Microsoft Surface

Every so often, a technology comes along that looks downright revolutionary, with the ability to affect everything we do. Sometimes, though, that technology doesn’t make it out of the lab, or by the time it does, it seems less relevant somehow. That doesn’t seem to be the case with Microsoft Surface, however. Keep reading to learn more about this new user interface that may soon be showing up everywhere.

  

Computer and technology trade shows are about coming out with the latest and greatest products of the time. Typically they pull out all the stops and get a product there in any condition, as long as it has a nice looking case to show off.  Heck even sometimes that is all we see, a case of a concept device that the company might be working on. It reminds me of all those dummy phones at the cell phone companies that have a sticker on the screen and nothing on the inside. 

Sometimes we get working demos of devices. They are functional devices that work, but usually have a few bugs, and the company just wants to show us what it’s working on. Or maybe we’ll see an update on one of those dummy devices, to show everyone that they really are making such a device. From here, the device is usually left as a conceptual device, one to prove a technology and scrapped, but usually incorporated into devices later down the road. Sometimes the device actually makes it to store shelves and becomes a hit. 

When Microsoft showed the public the first glimpse of the Surface technology, I thought this would end up as a concept and not make it anywhere near public for quite some years. Usually software makes it all the way through concept to pubic because it doesn’t take a heck of a lot to go from working model to beta to public release. The Surface is actual hardware along with software, so I thought that it wouldn’t make it off the trade show floors. 

It appears that I was wrong, and the Surface has a decent chance to make it to the general public. Surface has the technology to change everything from a corporate boardroom down to the dining room table. We will explore what Surface is, and what makes it so revolutionary.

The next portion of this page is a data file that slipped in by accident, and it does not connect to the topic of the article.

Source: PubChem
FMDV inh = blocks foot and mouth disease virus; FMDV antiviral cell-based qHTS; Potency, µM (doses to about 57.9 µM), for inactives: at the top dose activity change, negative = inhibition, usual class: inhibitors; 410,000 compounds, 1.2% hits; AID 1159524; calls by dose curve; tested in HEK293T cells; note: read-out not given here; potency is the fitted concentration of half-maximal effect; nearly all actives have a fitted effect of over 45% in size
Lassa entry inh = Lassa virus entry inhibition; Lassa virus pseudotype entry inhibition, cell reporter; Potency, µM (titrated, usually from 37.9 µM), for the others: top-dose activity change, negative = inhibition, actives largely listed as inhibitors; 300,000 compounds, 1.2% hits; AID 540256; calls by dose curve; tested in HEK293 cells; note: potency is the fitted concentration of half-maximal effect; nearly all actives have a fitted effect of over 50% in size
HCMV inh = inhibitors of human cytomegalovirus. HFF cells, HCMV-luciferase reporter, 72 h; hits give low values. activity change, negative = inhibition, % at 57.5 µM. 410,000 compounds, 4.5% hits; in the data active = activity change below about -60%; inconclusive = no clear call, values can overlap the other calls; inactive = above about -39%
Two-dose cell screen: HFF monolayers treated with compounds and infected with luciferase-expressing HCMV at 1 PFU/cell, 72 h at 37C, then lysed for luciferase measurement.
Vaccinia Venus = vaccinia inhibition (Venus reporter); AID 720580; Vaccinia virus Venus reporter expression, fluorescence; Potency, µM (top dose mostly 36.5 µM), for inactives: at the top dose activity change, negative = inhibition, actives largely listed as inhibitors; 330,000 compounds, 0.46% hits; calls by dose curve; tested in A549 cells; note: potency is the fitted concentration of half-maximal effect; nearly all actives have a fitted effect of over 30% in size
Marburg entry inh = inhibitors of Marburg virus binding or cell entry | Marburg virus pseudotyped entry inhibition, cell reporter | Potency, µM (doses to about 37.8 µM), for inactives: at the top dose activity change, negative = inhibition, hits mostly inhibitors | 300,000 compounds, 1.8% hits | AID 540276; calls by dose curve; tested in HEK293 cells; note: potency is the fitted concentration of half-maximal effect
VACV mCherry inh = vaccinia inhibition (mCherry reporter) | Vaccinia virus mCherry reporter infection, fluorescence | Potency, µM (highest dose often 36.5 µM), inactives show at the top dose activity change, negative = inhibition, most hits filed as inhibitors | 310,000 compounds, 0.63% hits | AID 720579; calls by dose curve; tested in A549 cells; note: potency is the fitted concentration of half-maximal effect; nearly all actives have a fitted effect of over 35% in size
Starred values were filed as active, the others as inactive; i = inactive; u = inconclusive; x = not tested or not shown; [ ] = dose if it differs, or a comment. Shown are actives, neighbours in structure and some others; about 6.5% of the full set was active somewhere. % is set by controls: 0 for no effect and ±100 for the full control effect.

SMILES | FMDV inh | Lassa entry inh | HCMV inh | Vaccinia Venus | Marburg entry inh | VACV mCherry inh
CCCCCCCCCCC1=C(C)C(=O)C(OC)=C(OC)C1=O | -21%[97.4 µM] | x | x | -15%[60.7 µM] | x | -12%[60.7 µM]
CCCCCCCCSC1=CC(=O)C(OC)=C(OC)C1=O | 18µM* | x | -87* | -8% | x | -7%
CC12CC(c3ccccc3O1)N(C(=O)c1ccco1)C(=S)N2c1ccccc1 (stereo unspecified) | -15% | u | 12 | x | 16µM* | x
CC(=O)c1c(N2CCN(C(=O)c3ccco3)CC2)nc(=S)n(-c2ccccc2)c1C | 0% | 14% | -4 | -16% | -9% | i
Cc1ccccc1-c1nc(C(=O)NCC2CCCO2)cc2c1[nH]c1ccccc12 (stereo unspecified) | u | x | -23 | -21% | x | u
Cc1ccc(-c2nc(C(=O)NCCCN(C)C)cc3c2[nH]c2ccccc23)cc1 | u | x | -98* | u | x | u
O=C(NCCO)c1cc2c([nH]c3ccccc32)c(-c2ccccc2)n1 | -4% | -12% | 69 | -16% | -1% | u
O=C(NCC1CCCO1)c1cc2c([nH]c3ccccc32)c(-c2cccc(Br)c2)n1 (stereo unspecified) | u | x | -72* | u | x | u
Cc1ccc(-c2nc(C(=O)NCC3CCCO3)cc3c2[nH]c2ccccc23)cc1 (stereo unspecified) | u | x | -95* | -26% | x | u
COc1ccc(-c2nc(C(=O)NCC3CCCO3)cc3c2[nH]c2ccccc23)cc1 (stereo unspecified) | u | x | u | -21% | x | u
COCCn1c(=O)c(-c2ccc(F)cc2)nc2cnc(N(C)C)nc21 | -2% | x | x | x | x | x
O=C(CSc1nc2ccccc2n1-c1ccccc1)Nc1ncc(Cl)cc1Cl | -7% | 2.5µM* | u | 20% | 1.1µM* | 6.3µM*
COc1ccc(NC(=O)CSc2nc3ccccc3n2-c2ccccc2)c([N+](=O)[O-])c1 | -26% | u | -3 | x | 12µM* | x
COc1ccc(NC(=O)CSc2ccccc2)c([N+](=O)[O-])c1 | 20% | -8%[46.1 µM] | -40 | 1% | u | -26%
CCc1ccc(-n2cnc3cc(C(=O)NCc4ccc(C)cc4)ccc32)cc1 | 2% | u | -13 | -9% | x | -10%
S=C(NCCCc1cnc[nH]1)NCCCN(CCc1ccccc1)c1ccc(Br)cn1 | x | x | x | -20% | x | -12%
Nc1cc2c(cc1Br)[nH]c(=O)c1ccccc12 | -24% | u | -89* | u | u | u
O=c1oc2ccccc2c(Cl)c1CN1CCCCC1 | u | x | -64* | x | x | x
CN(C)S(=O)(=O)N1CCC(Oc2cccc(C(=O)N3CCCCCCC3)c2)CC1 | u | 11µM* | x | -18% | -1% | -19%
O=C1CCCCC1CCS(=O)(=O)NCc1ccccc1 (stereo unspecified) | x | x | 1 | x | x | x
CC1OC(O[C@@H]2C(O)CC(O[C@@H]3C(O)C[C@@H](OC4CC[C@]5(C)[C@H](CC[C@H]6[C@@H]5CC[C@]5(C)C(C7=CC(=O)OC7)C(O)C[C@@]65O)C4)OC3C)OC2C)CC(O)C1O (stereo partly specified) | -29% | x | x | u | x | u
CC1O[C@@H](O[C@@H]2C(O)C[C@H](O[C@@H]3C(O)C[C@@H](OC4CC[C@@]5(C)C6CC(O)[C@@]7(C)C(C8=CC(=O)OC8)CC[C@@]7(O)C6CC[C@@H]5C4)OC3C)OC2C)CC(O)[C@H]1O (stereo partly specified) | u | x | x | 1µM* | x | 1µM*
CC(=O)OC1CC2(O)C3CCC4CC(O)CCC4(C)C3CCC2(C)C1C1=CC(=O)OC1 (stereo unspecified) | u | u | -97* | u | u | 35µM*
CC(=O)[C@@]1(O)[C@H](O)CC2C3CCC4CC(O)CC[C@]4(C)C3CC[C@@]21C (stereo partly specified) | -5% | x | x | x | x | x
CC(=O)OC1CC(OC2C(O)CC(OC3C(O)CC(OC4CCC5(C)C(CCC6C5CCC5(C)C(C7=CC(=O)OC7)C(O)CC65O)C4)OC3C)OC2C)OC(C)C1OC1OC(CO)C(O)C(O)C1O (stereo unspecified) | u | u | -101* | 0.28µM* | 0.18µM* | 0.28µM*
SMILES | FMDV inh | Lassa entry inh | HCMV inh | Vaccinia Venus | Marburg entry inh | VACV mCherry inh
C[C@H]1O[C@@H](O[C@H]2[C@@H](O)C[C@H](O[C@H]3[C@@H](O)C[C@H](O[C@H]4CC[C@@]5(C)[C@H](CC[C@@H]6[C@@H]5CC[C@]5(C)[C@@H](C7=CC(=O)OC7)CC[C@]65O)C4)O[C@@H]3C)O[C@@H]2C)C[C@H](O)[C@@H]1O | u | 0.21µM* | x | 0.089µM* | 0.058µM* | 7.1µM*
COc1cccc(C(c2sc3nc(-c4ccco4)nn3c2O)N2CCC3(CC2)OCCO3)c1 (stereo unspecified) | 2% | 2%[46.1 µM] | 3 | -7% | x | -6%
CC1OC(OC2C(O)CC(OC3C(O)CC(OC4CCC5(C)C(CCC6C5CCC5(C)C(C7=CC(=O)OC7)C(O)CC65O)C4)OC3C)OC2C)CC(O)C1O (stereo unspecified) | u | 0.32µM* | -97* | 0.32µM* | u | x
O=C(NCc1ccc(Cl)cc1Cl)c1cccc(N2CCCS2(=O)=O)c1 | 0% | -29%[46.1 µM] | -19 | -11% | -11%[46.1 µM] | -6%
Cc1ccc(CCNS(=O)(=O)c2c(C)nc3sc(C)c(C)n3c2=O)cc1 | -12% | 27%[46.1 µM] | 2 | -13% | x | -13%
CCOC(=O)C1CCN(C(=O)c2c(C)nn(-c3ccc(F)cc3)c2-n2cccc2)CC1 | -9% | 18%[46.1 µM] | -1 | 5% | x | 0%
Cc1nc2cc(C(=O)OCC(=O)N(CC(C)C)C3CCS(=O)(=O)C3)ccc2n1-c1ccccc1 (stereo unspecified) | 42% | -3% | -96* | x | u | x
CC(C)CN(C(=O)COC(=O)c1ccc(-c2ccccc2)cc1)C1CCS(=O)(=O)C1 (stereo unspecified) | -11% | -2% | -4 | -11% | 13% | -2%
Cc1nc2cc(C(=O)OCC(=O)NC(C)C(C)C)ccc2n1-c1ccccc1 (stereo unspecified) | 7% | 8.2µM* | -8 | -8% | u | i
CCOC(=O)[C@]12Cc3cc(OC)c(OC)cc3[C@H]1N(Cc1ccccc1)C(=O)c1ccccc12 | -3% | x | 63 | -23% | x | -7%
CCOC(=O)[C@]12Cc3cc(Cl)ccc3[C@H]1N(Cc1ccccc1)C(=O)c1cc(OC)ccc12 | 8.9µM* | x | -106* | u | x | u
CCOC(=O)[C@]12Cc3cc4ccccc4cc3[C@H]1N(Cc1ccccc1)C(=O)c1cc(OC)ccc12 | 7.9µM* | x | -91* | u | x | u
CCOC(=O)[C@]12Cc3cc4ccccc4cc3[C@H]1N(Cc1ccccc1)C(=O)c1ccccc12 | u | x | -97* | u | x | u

{mospagebreak title=History}

The Surface idea dates back to 2001, when Steven Bathiche of Microsoft Hardware and Andy Wilson of Microsoft Research got together to create a new technology. I always love when someone from hardware gets together with someone from research. This always leads to a cool new device in the works, typically a device I want. 

In 2003 the idea really got going with a working prototype. It wasn’t anywhere near the final design; it was more or less an IKEA table, with a hole on the top and a screen put in.  After at least 85 different prototypes, they got the final design down and developed many applications which will allow it to be used in different environments. 

How does it work?   

It isn’t just a big touchscreen LCD like you find on tablet PCs. The device is made of a few different parts to get the screen projected onto the surface, and get the multiple touch input. Let’s start with the screen part. It’s an acrylic tabletop, and when the diffuser is turned on, the surface interface shows up. The final version is 30" diagonally across. 

To display the screen, the device uses a technique similar to the way a DLP TV works. When your finger or a device touches the surface, the light is reflected back into the device where multiple sensors pick up the light and transfer it to input. 

Finally, powering all this is a normal computer. It will have a Core 2 Duo, 2 GB RAM, 256MB graphics card, and wireless communication. Bluetooth and 802.11G are built in, and it appears that RFID will be as well. The computer will run a custom version of Vista, with an over layer that will allow the Surface interface.

Vaporware or for real?

Devices like this often are made, but never get mass produced for the public. The devices that are "really cool" and are ahead of their time typically don’t get seen again until technology catches up.  Most often these devices are too expensive to produce, and for the price, few would actually want to buy one. 

It appears that Microsoft sees a real market for this device; they already have a few commitments from businesses to use the Surface in their business.  Each device looks like it is going to cost between $5,000 and $10,000. This is out of the range of most consumers, but is cheap enough for the medium-sized business and corporate sector. Microsoft hopes that by 2010, the production cost will fall to where it is affordable for the average Joe. 

AT&T Wireless was the first to jump on board in April 2008, with four Surface devices put into their retail stores.  If all goes well, more will be added over time.  Harrah’s Entertainment, Starwood Hotels & Resorts Worldwide, T-Mobile and a distributor, International Game Technology have plans for Surface in the near future. They hoped they could have them by the end of last year; partners’ custom applications are still being worked on, but it looks like this will be a go soon.